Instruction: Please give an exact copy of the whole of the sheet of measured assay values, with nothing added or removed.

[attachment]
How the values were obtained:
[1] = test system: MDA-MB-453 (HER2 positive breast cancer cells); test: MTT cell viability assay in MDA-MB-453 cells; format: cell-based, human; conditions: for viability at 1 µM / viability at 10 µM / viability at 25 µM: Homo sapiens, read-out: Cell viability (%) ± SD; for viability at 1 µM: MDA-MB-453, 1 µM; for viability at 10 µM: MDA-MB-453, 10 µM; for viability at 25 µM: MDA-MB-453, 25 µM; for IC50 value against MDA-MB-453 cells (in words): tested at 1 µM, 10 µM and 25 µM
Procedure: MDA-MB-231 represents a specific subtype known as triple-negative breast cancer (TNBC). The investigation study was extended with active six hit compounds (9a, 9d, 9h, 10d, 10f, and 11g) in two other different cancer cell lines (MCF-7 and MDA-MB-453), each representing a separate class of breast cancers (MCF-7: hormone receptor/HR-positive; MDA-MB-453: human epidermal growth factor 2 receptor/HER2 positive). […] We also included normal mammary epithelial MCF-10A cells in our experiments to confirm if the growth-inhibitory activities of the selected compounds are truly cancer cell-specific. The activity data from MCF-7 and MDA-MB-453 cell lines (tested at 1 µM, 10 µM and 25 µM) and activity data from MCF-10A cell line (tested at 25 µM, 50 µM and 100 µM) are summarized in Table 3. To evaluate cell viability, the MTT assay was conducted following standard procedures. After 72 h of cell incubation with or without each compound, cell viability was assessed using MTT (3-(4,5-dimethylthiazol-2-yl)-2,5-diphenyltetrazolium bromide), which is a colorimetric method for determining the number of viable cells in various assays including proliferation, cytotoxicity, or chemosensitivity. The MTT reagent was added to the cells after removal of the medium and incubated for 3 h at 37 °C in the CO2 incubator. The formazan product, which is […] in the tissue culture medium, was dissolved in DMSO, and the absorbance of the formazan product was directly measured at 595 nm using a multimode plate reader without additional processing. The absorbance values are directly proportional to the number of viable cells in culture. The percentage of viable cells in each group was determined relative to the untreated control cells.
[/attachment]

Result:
How the values were obtained:
[1] = test system: MDA-MB-453 (HER2 positive breast cancer cells); test: MTT cell viability assay in MDA-MB-453 cells; format: cell-based, human; conditions: for viability at 1 µM / viability at 10 µM / viability at 25 µM: Homo sapiens, read-out: Cell viability (%) ± SD; for viability at 1 µM: MDA-MB-453, 1 µM; for viability at 10 µM: MDA-MB-453, 10 µM; for viability at 25 µM: MDA-MB-453, 25 µM; for IC50 value against MDA-MB-453 cells (in words): tested at 1 µM, 10 µM and 25 µM
Procedure: MDA-MB-231 represents a specific subtype known as triple-negative breast cancer (TNBC). The investigation study was extended with active six hit compounds (9a, 9d, 9h, 10d, 10f, and 11g) in two other different cancer cell lines (MCF-7 and MDA-MB-453), each representing a separate class of breast cancers (MCF-7: hormone receptor/HR-positive; MDA-MB-453: human epidermal growth factor 2 receptor/HER2 positive). […] We also included normal mammary epithelial MCF-10A cells in our experiments to confirm if the growth-inhibitory activities of the selected compounds are truly cancer cell-specific. The activity data from MCF-7 and MDA-MB-453 cell lines (tested at 1 µM, 10 µM and 25 µM) and activity data from MCF-10A cell line (tested at 25 µM, 50 µM and 100 µM) are summarized in Table 3. To evaluate cell viability, the MTT assay was conducted following standard procedures. After 72 h of cell incubation with or without each compound, cell viability was assessed using MTT (3-(4,5-dimethylthiazol-2-yl)-2,5-diphenyltetrazolium bromide), which is a colorimetric method for determining the number of viable cells in various assays including proliferation, cytotoxicity, or chemosensitivity. The MTT reagent was added to the cells after removal of the medium and incubated for 3 h at 37 °C in the CO2 incubator. The formazan product, which is […] in the tissue culture medium, was dissolved in DMSO, and the absorbance of the formazan product was directly measured at 595 nm using a multimode plate reader without additional processing. The absorbance values are directly proportional to the number of viable cells in culture. The percentage of viable cells in each group was determined relative to the untreated control cells.